At the beginning of the night, he had 8 tickets on his station. By the time 8 pm rolled around, 8 was clearly a low-water mark.
Next to Javier was the flat top where, from what I could see, was mostly used for toasting bread, but that could just be because there were so many of those burgers.
Near that, Chef Keirnon was hard at work, doing about a dozen different jobs at once. Between four and five he had enough time to show me around, and show me things like the board where they keep their projections and expenditures, so everyone knows what’s happening with the bottom line, and let me meet the farmer who was bringing in buckets of REALLY fresh really gorgeous ingredients like fresh potatoes, carrots, and heirloom tomatoes. Once rush really hit, at about 6pm, Keirnon got on the line and stayed there. Mainly, he was expediting, that is calling out the various orders, and getting the finished plates to the servers. He was also handling a lot of the plating and keeping track of what was going on up and down the line.
The cook top, what we at home call the “stove,” was Maria’s domain. Maria was amazing to watch. I didn’t get a chance to do more than say hi to her, she was too busy to chat with the audience. But what Javier did with the grill, she was doing with pans. She is said to be able to manage a dozen sauté pans at a time. I watched her get at least seven going at once, with greens, pasta, meats, all manner of sides, all begun at different times, all needed NOW. Oh, and did I mention the occasional four foot gouts of flame?
Then there was the man who was introduced to me as Charlie, but whom by the end of the night I began to think of as Mr. Charles. I didn’t get an exact job title for Mr. Charles. As near as I could tell his job was to do whatever it was that needed doing. If a container was empty, he was the guy who got it filled, so he spent a lot of time in the back. But when things got hairy, Mr. Charles was on the line too, assembling burgers, cleaning stations, organizing tickets, scooping, filling, plating, finding, fixing and generally making sure the job got done, whatever the job was.
Chef Alex, who did me the great favor of letting me into his kitchen and who runs the show, mostly was in the back, but every so often he would come out to the line, and stand there, watching. Just checking in, just making sure everything was okay. And he’d do whatever it was that needed doing. He’d pick up empty containers, he’d bring in fresh plates, he’d check the stations to make sure they were well stocked and check in with Chef Keirnon to make sure he had what he needed. No shouting or rock n’ roll. No immaculate white coat heading out to press the flesh or any of that celebrity schtick. Just a calm manager, confident and in control enough to let his people do their jobs.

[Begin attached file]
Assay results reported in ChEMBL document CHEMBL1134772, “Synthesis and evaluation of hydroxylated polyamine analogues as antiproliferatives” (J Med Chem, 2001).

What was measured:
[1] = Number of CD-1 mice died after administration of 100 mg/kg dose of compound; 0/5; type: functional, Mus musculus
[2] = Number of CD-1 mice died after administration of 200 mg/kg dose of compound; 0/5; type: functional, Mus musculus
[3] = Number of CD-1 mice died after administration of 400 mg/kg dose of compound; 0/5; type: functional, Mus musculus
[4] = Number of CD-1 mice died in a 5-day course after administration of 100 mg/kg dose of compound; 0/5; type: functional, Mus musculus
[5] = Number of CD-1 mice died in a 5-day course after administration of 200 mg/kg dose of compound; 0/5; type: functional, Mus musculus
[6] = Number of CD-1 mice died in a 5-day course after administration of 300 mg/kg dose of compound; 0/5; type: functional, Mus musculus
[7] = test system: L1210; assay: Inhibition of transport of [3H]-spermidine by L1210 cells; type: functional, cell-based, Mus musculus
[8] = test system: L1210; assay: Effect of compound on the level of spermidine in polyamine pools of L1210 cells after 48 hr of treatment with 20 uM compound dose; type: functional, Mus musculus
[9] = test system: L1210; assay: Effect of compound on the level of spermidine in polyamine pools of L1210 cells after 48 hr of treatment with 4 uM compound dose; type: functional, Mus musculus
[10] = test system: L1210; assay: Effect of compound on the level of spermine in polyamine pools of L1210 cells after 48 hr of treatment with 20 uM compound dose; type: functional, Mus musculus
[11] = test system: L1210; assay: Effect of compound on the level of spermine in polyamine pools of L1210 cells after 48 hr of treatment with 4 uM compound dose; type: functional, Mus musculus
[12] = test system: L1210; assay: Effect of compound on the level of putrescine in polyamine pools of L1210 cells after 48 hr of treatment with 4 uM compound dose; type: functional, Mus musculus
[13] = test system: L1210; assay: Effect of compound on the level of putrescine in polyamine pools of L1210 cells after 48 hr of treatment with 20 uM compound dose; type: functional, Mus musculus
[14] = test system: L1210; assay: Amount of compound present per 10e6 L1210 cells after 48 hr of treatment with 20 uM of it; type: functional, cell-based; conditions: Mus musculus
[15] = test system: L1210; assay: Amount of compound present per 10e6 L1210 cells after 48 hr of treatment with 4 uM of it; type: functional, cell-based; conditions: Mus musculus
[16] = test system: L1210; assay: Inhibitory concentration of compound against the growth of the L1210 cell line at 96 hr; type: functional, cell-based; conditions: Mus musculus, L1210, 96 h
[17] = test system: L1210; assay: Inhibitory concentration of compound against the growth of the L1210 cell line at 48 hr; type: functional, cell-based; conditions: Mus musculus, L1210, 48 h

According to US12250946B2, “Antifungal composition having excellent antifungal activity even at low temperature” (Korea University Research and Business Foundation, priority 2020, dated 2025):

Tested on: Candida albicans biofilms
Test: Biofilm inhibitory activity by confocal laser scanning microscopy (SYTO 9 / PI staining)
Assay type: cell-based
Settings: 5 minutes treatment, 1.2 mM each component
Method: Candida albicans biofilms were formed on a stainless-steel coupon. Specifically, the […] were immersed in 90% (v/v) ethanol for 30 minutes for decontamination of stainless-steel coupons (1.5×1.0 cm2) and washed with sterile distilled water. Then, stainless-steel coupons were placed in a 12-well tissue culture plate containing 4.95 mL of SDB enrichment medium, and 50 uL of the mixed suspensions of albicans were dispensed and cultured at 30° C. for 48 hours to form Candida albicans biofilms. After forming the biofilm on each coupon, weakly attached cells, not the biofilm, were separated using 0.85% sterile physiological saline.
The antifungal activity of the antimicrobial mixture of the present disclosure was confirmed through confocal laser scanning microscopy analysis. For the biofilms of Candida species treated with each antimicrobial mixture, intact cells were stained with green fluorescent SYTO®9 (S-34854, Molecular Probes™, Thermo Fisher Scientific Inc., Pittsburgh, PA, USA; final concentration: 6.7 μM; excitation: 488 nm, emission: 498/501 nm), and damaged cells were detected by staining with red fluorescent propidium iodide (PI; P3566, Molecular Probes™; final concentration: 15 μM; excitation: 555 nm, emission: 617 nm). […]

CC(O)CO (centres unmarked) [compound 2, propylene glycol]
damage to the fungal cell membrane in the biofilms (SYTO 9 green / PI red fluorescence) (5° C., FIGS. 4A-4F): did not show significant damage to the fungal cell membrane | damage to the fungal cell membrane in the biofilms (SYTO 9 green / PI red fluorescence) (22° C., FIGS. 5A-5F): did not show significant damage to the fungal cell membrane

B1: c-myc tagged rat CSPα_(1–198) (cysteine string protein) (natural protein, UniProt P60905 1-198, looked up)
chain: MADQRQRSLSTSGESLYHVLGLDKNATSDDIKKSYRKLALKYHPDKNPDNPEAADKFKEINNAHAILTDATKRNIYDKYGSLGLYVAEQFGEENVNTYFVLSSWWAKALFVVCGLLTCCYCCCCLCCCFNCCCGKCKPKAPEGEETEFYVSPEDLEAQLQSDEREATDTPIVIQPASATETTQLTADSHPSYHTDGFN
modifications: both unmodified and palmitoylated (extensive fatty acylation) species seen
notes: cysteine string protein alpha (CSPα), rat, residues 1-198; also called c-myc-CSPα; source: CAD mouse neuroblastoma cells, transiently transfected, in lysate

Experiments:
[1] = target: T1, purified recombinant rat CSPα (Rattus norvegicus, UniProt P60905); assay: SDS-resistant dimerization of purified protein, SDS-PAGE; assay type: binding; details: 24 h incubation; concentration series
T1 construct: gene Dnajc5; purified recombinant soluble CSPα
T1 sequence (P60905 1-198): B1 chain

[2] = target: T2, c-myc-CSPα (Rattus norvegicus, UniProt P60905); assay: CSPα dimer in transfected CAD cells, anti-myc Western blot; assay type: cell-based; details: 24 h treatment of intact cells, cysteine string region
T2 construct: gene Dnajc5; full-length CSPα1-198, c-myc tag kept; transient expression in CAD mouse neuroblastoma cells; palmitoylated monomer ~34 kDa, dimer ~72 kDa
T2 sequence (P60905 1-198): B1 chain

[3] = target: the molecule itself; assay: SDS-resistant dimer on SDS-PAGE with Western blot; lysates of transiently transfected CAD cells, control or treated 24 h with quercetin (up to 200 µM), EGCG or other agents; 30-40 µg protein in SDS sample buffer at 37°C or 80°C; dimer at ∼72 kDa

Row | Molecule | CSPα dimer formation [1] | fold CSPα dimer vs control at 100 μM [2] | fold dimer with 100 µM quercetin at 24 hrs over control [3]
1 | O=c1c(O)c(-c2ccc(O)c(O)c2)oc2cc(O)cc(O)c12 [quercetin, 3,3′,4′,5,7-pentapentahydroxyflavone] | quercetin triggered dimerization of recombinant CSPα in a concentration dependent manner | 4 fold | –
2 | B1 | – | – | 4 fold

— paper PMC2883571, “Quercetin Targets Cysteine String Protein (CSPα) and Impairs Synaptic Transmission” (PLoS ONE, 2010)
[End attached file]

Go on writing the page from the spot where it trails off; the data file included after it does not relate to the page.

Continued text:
I went home tired, smelling of grease and smoke and entirely happy. It was the best kind of learning experience. It showed me a world I’d never seen, introduced me to nifty people I’d never otherwise meet, and helped me find the words to create the new characters for A TASTE OF THE NIGHTLIFE.
I hope you enjoy.
A TASTE OF THE NIGHTLIFE
(A Vampire Chef Mystery)
Charlotte Caine isn't called "the Vampire Chef" because she's a member of New York's undead community-she just cooks for them. Her restaurant, Nightlife, is poised to take the top slot in the world of "haute noir" cuisine.But when a drunk customer causes a scene, a glowing review from the city's top food critic doesn't seem likely-especially when that customer winds up dead on Nightlife's doorstep. Now, with her brother under suspicion for the murder, Charlotte has to re-open her restaurant and clear her brother's name-before they both become dinner.
Sarah will be stopping by throughout the day to respond to questions/comments from readers!
Thanks to Penguin Group, I have one copy of A TASTE OF THE NIGHTLIFE to give away. Per the publisher's request, the book can be shipped to a US address only.
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The contest is open until Friday, 7/15/2011, at 11:59 pm CST. Good luck!